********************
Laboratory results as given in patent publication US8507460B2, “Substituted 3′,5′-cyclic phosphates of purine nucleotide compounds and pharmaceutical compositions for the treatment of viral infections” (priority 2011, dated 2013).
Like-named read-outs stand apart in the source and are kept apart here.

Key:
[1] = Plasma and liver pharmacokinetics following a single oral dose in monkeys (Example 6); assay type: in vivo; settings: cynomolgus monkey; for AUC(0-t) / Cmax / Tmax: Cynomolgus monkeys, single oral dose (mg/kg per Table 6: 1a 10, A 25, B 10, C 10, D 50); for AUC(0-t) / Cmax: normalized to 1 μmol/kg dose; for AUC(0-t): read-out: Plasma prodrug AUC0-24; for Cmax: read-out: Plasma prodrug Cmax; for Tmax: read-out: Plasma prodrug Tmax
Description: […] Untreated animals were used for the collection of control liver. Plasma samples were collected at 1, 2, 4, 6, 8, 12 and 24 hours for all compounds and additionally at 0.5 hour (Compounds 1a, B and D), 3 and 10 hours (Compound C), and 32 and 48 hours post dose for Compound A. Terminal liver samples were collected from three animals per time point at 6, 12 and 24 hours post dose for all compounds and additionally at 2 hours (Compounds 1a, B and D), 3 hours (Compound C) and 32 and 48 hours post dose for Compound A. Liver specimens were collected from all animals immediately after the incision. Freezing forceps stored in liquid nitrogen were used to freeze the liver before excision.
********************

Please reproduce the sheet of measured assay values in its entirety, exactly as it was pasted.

Laboratory results as given in patent publication US8507460B2, “Substituted 3′,5′-cyclic phosphates of purine nucleotide compounds and pharmaceutical compositions for the treatment of viral infections” (priority 2011, dated 2013).
Like-named read-outs stand apart in the source and are kept apart here.

Key:
[1] = Plasma and liver pharmacokinetics following a single oral dose in monkeys (Example 6); assay type: in vivo; settings: cynomolgus monkey; for AUC(0-t) / Cmax / Tmax: Cynomolgus monkeys, single oral dose (mg/kg per Table 6: 1a 10, A 25, B 10, C 10, D 50); for AUC(0-t) / Cmax: normalized to 1 μmol/kg dose; for AUC(0-t): read-out: Plasma prodrug AUC0-24; for Cmax: read-out: Plasma prodrug Cmax; for Tmax: read-out: Plasma prodrug Tmax
Description: […] Untreated animals were used for the collection of control liver. Plasma samples were collected at 1, 2, 4, 6, 8, 12 and 24 hours for all compounds and additionally at 0.5 hour (Compounds 1a, B and D), 3 and 10 hours (Compound C), and 32 and 48 hours post dose for Compound A. Terminal liver samples were collected from three animals per time point at 6, 12 and 24 hours post dose for all compounds and additionally at 2 hours (Compounds 1a, B and D), 3 hours (Compound C) and 32 and 48 hours post dose for Compound A. Liver specimens were collected from all animals immediately after the incision. Freezing forceps stored in liquid nitrogen were used to freeze the liver before excision.